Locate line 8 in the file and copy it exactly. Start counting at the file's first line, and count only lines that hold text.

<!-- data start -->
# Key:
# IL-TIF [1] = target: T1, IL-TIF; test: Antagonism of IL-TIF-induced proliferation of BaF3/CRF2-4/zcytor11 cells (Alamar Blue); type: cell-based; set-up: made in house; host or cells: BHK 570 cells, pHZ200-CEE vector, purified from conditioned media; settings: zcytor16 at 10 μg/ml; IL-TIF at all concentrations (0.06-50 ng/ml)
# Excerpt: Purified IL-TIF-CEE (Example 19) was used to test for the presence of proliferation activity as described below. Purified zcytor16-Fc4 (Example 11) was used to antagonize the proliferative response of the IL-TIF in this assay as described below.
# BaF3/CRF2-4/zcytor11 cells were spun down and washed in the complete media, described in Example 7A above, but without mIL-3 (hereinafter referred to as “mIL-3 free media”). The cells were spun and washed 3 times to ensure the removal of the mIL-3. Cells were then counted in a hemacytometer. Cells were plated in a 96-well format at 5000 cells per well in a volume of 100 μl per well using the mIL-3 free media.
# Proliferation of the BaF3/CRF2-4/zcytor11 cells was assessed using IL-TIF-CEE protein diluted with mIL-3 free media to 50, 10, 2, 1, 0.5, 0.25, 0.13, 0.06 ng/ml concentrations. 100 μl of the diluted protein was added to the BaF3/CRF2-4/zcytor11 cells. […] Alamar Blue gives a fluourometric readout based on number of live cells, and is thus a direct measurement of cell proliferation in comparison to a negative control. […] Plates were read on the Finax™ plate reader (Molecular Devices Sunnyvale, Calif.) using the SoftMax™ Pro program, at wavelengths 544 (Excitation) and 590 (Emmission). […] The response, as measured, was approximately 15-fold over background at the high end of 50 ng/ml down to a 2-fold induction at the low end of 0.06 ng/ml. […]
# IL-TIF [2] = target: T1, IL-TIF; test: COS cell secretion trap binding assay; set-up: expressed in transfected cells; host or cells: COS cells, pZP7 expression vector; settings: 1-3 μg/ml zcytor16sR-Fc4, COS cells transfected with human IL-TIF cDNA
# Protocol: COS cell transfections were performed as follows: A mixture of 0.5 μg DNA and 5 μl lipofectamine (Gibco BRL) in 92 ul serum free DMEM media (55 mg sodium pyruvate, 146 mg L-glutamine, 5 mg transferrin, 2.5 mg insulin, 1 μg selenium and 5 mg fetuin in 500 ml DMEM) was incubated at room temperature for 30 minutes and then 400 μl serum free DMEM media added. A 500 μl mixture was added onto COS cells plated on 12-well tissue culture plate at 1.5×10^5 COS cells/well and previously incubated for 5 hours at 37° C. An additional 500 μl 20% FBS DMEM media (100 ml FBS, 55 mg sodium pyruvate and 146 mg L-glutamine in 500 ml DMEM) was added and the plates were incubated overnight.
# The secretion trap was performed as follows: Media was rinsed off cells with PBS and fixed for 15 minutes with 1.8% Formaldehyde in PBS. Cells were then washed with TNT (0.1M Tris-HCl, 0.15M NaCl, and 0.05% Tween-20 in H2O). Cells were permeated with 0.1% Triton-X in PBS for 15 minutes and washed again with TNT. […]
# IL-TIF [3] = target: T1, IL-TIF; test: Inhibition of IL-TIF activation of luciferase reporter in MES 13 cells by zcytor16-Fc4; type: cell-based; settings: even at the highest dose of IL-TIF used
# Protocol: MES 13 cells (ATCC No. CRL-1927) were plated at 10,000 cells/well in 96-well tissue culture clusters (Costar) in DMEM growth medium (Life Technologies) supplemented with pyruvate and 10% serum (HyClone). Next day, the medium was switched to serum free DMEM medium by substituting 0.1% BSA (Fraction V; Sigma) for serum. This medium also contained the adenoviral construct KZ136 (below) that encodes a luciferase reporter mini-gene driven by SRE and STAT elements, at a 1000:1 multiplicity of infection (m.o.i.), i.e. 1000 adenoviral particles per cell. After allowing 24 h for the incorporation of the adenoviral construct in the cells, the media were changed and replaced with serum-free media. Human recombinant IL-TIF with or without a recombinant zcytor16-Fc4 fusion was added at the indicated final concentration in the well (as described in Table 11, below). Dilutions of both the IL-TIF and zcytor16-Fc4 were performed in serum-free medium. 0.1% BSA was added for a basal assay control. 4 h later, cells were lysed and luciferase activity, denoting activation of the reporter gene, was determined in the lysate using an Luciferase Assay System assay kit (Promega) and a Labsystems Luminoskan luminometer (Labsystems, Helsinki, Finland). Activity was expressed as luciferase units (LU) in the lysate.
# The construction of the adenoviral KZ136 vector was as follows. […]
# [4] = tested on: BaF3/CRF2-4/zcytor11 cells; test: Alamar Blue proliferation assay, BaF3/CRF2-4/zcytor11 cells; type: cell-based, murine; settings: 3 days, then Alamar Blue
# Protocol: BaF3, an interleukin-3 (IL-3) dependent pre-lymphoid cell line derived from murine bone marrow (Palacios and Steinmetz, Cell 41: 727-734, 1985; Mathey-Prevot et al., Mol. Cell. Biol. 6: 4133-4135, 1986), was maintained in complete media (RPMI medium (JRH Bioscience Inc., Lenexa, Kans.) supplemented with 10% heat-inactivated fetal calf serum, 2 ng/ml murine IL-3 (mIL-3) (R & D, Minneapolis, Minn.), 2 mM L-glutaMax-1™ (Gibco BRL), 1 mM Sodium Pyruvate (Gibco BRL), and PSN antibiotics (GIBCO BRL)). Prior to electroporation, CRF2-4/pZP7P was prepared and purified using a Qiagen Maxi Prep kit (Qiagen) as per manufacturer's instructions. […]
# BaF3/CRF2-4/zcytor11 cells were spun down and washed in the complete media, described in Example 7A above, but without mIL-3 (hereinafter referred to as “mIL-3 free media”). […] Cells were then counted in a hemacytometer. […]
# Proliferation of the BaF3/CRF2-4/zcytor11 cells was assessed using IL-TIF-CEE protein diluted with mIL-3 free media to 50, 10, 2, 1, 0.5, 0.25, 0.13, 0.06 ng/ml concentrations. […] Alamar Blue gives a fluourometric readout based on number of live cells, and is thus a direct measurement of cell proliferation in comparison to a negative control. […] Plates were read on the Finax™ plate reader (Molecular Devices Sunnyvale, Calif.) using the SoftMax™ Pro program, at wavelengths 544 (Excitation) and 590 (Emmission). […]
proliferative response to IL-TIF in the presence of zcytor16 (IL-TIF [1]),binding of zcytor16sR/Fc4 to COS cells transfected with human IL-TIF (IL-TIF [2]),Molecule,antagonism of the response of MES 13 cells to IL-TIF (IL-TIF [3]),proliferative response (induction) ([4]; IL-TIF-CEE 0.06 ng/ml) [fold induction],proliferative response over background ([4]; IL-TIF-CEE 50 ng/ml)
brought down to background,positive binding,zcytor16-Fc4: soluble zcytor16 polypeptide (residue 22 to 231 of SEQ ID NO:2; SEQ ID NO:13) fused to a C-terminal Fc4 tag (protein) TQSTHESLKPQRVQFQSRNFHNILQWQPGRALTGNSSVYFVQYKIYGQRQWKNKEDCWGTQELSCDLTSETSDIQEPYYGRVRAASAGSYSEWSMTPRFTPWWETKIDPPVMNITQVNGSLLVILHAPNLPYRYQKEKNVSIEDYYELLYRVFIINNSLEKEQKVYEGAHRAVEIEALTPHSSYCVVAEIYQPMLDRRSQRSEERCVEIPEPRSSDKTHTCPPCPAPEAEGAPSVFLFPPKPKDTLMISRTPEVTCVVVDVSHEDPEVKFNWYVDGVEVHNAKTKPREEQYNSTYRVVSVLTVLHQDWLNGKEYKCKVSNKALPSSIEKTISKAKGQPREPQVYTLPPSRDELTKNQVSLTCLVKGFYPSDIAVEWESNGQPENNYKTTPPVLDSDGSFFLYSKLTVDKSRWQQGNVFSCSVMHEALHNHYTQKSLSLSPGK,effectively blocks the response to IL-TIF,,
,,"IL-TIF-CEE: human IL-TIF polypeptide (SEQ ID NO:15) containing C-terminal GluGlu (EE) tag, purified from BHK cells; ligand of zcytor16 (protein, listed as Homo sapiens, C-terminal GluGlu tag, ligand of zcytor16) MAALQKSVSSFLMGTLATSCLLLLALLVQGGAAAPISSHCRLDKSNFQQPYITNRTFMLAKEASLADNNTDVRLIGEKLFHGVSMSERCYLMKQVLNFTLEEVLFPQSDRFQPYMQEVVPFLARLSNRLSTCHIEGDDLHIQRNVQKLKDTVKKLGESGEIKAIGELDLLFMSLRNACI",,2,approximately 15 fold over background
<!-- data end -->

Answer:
# The secretion trap was performed as follows: Media was rinsed off cells with PBS and fixed for 15 minutes with 1.8% Formaldehyde in PBS. Cells were then washed with TNT (0.1M Tris-HCl, 0.15M NaCl, and 0.05% Tween-20 in H2O). Cells were permeated with 0.1% Triton-X in PBS for 15 minutes and washed again with TNT. […]